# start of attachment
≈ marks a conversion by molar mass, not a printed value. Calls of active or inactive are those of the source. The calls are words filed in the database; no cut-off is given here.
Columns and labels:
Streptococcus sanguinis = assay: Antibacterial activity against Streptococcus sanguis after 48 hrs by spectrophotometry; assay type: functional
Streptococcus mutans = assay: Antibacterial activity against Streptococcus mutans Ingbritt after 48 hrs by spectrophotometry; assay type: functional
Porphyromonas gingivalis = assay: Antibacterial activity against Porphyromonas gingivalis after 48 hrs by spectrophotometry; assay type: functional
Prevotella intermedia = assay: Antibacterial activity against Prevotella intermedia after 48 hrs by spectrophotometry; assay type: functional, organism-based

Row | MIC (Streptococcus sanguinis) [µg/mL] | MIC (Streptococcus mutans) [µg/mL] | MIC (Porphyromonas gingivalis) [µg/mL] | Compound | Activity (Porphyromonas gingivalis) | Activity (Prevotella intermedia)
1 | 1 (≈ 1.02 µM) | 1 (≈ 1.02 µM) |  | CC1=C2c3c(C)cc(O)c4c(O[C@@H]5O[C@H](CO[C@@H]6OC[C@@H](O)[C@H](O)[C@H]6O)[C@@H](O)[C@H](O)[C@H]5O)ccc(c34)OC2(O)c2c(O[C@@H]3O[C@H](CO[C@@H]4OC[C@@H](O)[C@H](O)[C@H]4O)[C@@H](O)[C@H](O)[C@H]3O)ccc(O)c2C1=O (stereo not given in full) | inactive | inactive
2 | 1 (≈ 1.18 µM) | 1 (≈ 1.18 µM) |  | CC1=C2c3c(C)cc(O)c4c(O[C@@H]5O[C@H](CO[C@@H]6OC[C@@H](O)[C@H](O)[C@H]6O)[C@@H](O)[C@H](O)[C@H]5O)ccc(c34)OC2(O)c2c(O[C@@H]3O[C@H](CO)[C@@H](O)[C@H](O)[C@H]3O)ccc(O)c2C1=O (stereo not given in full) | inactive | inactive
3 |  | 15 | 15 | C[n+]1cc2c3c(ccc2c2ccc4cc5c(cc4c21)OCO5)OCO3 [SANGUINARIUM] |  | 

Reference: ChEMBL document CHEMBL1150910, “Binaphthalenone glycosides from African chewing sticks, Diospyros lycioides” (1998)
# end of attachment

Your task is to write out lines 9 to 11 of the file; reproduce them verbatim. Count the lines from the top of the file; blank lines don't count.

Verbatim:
2 | 1 (≈ 1.18 µM) | 1 (≈ 1.18 µM) |  | CC1=C2c3c(C)cc(O)c4c(O[C@@H]5O[C@H](CO[C@@H]6OC[C@@H](O)[C@H](O)[C@H]6O)[C@@H](O)[C@H](O)[C@H]5O)ccc(c34)OC2(O)c2c(O[C@@H]3O[C@H](CO)[C@@H](O)[C@H](O)[C@H]3O)ccc(O)c2C1=O (stereo not given in full) | inactive | inactive
3 |  | 15 | 15 | C[n+]1cc2c3c(ccc2c2ccc4cc5c(cc4c21)OCO5)OCO3 [SANGUINARIUM] |  | 

Reference: ChEMBL document CHEMBL1150910, “Binaphthalenone glycosides from African chewing sticks, Diospyros lycioides” (1998)